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Giavarina D.,San Bortolo Hospital | Villani A.,Clinical Laboratory | Caputo M.,Clinical Chemistry and Microbiology Laboratory
Biochemia Medica | Year: 2010

Part of this document has been endorsed as a Position Statement on Point of Caretesting (in-hospital setting) of the Italian Society of Laboratory Medicine (Società Italiana di Medicina di Laboratorio, SIMeL) and also refers to offcial documents and International standards to for generalities (ISO 15189/2003) and specific items (ISO 22870/2006). As such, this article is ba sed on to professional standards, guidelines and peer reviews documents, and it is aimed to im prove the pre-analytical, analytical and post-analytical phase of point of caretesting (POCT), by providing insights into definitions, key aspects in developing a diagnostic system for POCT, benefits and risks of POCT and leading sources of errors. Source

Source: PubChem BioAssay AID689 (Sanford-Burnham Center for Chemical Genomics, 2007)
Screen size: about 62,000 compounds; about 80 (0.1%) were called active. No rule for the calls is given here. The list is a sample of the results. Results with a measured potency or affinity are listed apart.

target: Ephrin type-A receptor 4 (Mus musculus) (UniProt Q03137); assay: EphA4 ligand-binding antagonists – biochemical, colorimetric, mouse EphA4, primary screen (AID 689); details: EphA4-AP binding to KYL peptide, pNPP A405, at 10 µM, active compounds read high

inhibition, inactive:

Torretta S.,University of Milan | Marchisio P.,University of Milan | Colombo M.R.,Clinical Chemistry and Microbiology Laboratory | Rosazza C.,University of Milan | Pignataro L.,University of Milan
European Journal of Clinical Microbiology and Infectious Diseases | Year: 2016